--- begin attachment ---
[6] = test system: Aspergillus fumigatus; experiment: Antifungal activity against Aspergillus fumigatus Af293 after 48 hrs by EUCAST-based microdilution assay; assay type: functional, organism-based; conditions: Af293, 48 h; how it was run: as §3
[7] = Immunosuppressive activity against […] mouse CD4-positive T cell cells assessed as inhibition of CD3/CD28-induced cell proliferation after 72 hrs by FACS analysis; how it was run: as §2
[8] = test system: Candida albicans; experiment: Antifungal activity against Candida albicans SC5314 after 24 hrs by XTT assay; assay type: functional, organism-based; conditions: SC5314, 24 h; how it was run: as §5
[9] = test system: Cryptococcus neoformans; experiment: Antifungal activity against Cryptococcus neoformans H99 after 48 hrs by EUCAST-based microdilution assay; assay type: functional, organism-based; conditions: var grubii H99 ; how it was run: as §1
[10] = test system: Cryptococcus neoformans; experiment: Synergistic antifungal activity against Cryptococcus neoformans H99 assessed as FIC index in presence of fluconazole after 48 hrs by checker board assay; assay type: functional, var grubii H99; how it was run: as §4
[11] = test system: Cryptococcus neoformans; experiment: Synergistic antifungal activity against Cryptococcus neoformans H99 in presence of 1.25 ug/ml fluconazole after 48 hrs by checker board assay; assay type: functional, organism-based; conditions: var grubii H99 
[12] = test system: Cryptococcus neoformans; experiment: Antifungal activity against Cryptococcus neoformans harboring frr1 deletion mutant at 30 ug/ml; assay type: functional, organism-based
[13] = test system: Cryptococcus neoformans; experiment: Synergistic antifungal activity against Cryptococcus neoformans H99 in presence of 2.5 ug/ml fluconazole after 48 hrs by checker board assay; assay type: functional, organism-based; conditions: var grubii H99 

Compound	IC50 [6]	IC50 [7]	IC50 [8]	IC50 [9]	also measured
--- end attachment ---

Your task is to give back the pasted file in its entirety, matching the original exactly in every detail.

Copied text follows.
[6] = test system: Aspergillus fumigatus; experiment: Antifungal activity against Aspergillus fumigatus Af293 after 48 hrs by EUCAST-based microdilution assay; assay type: functional, organism-based; conditions: Af293, 48 h; how it was run: as §3
[7] = Immunosuppressive activity against […] mouse CD4-positive T cell cells assessed as inhibition of CD3/CD28-induced cell proliferation after 72 hrs by FACS analysis; how it was run: as §2
[8] = test system: Candida albicans; experiment: Antifungal activity against Candida albicans SC5314 after 24 hrs by XTT assay; assay type: functional, organism-based; conditions: SC5314, 24 h; how it was run: as §5
[9] = test system: Cryptococcus neoformans; experiment: Antifungal activity against Cryptococcus neoformans H99 after 48 hrs by EUCAST-based microdilution assay; assay type: functional, organism-based; conditions: var grubii H99 ; how it was run: as §1
[10] = test system: Cryptococcus neoformans; experiment: Synergistic antifungal activity against Cryptococcus neoformans H99 assessed as FIC index in presence of fluconazole after 48 hrs by checker board assay; assay type: functional, var grubii H99; how it was run: as §4
[11] = test system: Cryptococcus neoformans; experiment: Synergistic antifungal activity against Cryptococcus neoformans H99 in presence of 1.25 ug/ml fluconazole after 48 hrs by checker board assay; assay type: functional, organism-based; conditions: var grubii H99 
[12] = test system: Cryptococcus neoformans; experiment: Antifungal activity against Cryptococcus neoformans harboring frr1 deletion mutant at 30 ug/ml; assay type: functional, organism-based
[13] = test system: Cryptococcus neoformans; experiment: Synergistic antifungal activity against Cryptococcus neoformans H99 in presence of 2.5 ug/ml fluconazole after 48 hrs by checker board assay; assay type: functional, organism-based; conditions: var grubii H99 

Compound	IC50 [6]	IC50 [7]	IC50 [8]	IC50 [9]	also measured